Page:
As I was searching for team building activities in the San Francisco area, I found CLASH Team Building Events. CLASH, which stands for the “California League of Adult Scavenger Hunters” began as a group of friends who designed a scavenger hunt game to get them out and about and off the couch during their weekends and became an awesome team building company when Google approached them to create a scavenger hunt for their interns. Since then, they have worked with a range a teams from startups to large corporations like Facebook, Apple, and Lyft.
A CLASH event starts with an intro/party time at an agreed upon venue – drinks are flowing and music is blasting while you get decked out in neon gear, divided into teams for the hunt and receive instructions about how the game will work. Next, you’re off! You’re racing through the streets using CLASH’s app to earn points and snap crazy pictures. Then when you return, you’ll watch a slideshow of all the crazy photos taken by all the teams and participate in the “awards ceremony to end all awards ceremonies”.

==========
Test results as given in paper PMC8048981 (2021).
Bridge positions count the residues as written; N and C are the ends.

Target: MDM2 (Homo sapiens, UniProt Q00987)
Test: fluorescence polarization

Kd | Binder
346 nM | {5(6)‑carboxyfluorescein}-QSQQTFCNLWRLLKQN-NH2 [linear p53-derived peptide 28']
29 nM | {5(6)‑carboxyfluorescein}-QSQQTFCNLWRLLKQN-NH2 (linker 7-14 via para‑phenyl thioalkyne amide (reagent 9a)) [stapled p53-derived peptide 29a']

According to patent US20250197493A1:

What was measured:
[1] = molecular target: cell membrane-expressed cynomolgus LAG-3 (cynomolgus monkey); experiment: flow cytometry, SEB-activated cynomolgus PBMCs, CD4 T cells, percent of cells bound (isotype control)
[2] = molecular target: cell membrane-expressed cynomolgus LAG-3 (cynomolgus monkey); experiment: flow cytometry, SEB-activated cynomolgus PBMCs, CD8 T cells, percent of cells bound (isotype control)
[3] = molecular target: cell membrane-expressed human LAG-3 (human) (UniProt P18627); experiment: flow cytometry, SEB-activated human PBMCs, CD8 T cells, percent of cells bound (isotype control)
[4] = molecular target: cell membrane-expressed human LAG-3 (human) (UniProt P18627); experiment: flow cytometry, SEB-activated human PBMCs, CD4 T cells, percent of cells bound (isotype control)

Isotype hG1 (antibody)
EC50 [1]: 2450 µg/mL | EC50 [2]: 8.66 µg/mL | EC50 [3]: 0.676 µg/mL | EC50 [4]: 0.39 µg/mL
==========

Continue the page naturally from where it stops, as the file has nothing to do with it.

CLASH really encourages your team to come out of its shell and embrace its craziness – they recommend crazy costumes and provide neon headbands, fanny packs, and even face paint. They do ask that your team be mostly over 21, but they can bring CLASH to any city and work with groups ranging in size from 15 to 15,000 people. Their scavenger hunts vary in price depending on the size and needs of the group.
If the idea of a team building scavenger hunt seems worn out and tired to you, don’t worry, you’re not alone. One of their reviewers on Yelp said that she had a hard time getting her team excited about it, but:
once we got them there and doing the hunt, it was GAME ON! They loosened up with a couple drinks, face painting and skee ball. Also, some self-deprecating stretching got them to loosen up (literally and figuratively).
What began as a goofy game among friends turned into some serious fun when they impressed Google, and CLASH has been creating successful team building events since, converting even the most staunch of nay-sayers.